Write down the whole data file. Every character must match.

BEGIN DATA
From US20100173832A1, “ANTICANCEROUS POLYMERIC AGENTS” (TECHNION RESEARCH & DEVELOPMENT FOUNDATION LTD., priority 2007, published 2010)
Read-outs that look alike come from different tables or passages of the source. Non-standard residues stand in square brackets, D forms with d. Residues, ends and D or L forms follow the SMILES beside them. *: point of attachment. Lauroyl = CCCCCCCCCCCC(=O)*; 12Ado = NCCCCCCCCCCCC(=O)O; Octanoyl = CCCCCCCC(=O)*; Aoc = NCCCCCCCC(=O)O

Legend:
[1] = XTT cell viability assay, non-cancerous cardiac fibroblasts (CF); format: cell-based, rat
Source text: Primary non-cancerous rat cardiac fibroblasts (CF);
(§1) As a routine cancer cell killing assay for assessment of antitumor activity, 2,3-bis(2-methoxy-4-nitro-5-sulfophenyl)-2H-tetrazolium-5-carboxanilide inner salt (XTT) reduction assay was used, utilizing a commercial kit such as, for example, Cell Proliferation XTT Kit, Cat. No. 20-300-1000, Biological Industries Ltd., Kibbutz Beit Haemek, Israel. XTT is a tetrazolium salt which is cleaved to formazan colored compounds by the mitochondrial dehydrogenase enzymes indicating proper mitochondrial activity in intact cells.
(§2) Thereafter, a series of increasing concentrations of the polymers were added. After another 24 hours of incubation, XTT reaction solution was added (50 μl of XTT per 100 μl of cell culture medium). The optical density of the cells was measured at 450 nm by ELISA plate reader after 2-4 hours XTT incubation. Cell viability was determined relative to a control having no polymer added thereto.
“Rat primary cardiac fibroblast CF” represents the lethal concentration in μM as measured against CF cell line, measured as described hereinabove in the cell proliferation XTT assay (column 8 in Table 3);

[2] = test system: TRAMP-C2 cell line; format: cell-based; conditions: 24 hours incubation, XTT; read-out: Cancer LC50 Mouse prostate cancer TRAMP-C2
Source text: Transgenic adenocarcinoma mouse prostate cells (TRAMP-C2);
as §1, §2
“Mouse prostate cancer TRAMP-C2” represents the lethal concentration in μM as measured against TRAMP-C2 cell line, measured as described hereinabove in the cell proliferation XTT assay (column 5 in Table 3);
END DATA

From US20100173832A1, “ANTICANCEROUS POLYMERIC AGENTS” (TECHNION RESEARCH & DEVELOPMENT FOUNDATION LTD., priority 2007, published 2010)
Read-outs that look alike come from different tables or passages of the source. Non-standard residues stand in square brackets, D forms with d. Residues, ends and D or L forms follow the SMILES beside them. *: point of attachment. Lauroyl = CCCCCCCCCCCC(=O)*; 12Ado = NCCCCCCCCCCCC(=O)O; Octanoyl = CCCCCCCC(=O)*; Aoc = NCCCCCCCC(=O)O

Legend:
[1] = XTT cell viability assay, non-cancerous cardiac fibroblasts (CF); format: cell-based, rat
Source text: Primary non-cancerous rat cardiac fibroblasts (CF);
(§1) As a routine cancer cell killing assay for assessment of antitumor activity, 2,3-bis(2-methoxy-4-nitro-5-sulfophenyl)-2H-tetrazolium-5-carboxanilide inner salt (XTT) reduction assay was used, utilizing a commercial kit such as, for example, Cell Proliferation XTT Kit, Cat. No. 20-300-1000, Biological Industries Ltd., Kibbutz Beit Haemek, Israel. XTT is a tetrazolium salt which is cleaved to formazan colored compounds by the mitochondrial dehydrogenase enzymes indicating proper mitochondrial activity in intact cells.
(§2) Thereafter, a series of increasing concentrations of the polymers were added. After another 24 hours of incubation, XTT reaction solution was added (50 μl of XTT per 100 μl of cell culture medium). The optical density of the cells was measured at 450 nm by ELISA plate reader after 2-4 hours XTT incubation. Cell viability was determined relative to a control having no polymer added thereto.
“Rat primary cardiac fibroblast CF” represents the lethal concentration in μM as measured against CF cell line, measured as described hereinabove in the cell proliferation XTT assay (column 8 in Table 3);

[2] = test system: TRAMP-C2 cell line; format: cell-based; conditions: 24 hours incubation, XTT; read-out: Cancer LC50 Mouse prostate cancer TRAMP-C2
Source text: Transgenic adenocarcinoma mouse prostate cells (TRAMP-C2);
as §1, §2
“Mouse prostate cancer TRAMP-C2” represents the lethal concentration in μM as measured against TRAMP-C2 cell line, measured as described hereinabove in the cell proliferation XTT assay (column 5 in Table 3);